4 Basic SEO Factors to Consider Before Doing Schema Markup

Schema Markup

If you’ve been looking for an SEO tactic that will help your organization drive more organic traffic to your site, Schema Markup is an effective solution. 

By adding Schema Markup (also known as Structured Data) to your page, your page can show up as a rich result on the search engine results pages (SERPs). Some rich results claim a prime location at the top of SERPs, while others include additional information about your page, such as images, pricing, reviews, and snippets of content.

Even though Google says Schema Markup does not have a direct impact on your rankings, investing in it can definitely help your pages stand out in the SERP and drive an increase in Click-Through Rates. 

However, before you start implementing Schema Markup on your page, there are a few basic technical SEO factors that can have an impact on your search visibility. Here are the 4 SEO factors you should consider before doing Schema Markup: 

1. Ensure Your Pages Are Indexable

Indexing is the process that search engines use to understand what your page is about. For example, Google’s algorithm achieves this by analyzing textual content, key content tags, alt attributes, and other elements of your page. 

However, some sites mistakenly embed a no-index rule in their site’s code, which will prevent certain content from showing up on SERPs. If your page is not indexed, search engines cannot read your Schema Markup or your content, which defeats the purpose of implementing Schema Markup.

To find out whether your site is indexed, launch Google’s URL inspection tool, paste in a URL, and initiate your query. Within seconds, Google will reveal if your URL is indexed. If it isn’t, you need to adjust your robots.txt file or meta tags to fix the issue.

2. Have a Fast Page Load Speed

You can implement Schema Markup regardless of page load speed. However, page load speed impacts your ranking on search engines like Google, which is why you should strive to optimize it before investing in more extensive technical SEO like Structured Data.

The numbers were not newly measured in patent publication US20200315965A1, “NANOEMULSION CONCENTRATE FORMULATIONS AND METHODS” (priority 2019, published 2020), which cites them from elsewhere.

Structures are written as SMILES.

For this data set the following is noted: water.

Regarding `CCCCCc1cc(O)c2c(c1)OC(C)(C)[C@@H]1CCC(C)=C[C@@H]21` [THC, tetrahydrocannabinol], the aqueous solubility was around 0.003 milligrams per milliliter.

Google considers page load speed so important that it’s one of Google’s Core Web Vitals – a metric that also considers your page’s visual stability and interactivity. If your page speed is slow, it will negatively impact the user experience and your “crawl budget,” which refers to the resources Google allocates to crawl your page.

Additionally, if rendering your page and loading its JavaScript takes too long, Google might index the site before the JavaScript is finished executing and not even see some of your content or Schema Markup. As a result, you might miss your chance to be featured as a rich result on the SERP. Therefore, it is vital for you to address your page load speed before implementing Schema Markup. 

To assess and optimize load speed, we suggest following Google’s recommendations

3. Have a Mobile-Friendly Site

As of Q4 of 2022, mobile devices accounted for over 59% of global web traffic. With these numbers climbing daily, it’s no surprise that Google has adopted a mobile-first indexing philosophy.